Moving us further into territory that is both Keatsian and Eastern in flavour, the third section of the book, ‘Occasional Truths’, explores themes of ageing, change, loss and death. The poems here focus in and out on moments in space / time that are always happening ‘now’; everything is viewed as being in a state of flux and interconnection. A standout poem, ‘Kokoda’, functions as a type of poetic ‘breathing meditation’, with Allen using the breath (as it is used in yogic practise), to yoke us to the only time, the ‘now’:
I breathe in this moment is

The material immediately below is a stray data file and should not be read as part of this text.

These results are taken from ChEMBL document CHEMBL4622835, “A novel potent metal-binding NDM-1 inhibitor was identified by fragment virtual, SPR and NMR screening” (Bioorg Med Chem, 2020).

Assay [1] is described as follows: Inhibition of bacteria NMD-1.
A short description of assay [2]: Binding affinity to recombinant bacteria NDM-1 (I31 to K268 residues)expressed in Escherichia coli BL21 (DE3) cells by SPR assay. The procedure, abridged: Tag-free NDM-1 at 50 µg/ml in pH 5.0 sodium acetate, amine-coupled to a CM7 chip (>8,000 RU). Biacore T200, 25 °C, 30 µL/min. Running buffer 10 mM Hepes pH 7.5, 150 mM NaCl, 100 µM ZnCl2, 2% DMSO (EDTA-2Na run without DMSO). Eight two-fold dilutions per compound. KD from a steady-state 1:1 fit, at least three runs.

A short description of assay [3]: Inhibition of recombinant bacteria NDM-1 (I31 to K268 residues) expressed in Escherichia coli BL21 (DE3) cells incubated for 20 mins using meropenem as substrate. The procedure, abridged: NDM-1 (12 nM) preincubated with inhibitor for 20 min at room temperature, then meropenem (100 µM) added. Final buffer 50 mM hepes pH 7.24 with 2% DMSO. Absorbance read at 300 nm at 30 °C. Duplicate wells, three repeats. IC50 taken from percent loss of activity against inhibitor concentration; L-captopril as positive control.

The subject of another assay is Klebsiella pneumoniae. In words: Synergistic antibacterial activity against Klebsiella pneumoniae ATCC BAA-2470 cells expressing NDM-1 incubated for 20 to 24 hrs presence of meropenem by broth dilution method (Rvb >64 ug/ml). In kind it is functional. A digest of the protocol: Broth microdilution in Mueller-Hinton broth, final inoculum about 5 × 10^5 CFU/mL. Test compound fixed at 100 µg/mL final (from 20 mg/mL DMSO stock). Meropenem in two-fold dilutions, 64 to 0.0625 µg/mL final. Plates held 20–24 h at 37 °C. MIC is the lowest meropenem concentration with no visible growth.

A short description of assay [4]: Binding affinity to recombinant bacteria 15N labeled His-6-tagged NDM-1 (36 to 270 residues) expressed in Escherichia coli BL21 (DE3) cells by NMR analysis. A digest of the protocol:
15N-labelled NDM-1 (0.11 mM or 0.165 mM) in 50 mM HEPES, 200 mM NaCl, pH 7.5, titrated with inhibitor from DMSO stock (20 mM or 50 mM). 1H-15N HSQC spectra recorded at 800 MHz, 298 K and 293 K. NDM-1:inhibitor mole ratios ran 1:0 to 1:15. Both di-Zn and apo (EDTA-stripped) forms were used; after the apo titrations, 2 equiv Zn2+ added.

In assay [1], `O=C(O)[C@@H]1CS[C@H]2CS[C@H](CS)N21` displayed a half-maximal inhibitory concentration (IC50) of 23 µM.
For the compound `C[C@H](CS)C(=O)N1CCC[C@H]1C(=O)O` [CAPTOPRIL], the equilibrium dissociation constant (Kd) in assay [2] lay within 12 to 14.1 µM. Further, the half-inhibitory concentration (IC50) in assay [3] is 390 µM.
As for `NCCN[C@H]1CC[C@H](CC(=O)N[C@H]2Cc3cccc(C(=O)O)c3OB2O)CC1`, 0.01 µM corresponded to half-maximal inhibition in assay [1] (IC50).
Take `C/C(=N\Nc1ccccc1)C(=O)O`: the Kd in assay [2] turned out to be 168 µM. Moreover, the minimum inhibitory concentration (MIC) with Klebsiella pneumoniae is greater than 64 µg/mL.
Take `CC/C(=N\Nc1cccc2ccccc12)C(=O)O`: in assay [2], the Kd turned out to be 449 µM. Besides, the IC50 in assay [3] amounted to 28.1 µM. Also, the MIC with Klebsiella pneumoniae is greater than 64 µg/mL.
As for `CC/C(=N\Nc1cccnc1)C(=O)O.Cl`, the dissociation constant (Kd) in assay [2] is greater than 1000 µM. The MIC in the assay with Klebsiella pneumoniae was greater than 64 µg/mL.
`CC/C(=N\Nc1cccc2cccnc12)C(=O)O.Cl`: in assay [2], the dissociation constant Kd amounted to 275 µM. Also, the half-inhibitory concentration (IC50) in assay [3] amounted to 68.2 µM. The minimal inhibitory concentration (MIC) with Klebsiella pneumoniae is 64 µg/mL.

the same as any other
I breathe out beneath every action, every situation,
the sameness of the moment
The same breath, and technique, is also used to unite us to each other:
I breathe in we are the same
my moment is your moment
your breath is my breath
my blood is your blood
I breathe out all that separates us
is the illusion of time
the illusion of life
the illusion of death
Similarly, ‘Abiding’, the final poem in this section, resembles a classic Buddhist meditation in which one visualises oneself surrounded by all living beings (whilst cultivating a view of separation as a mere matter of perspective), in an attempt to equalise the strength of one’s feelings towards others.
It’s as if those who you knew
are in the foreground,
and those who you knew about
are in the middle ground
and those who you didn’t know
are in the background.
And that’s everywhere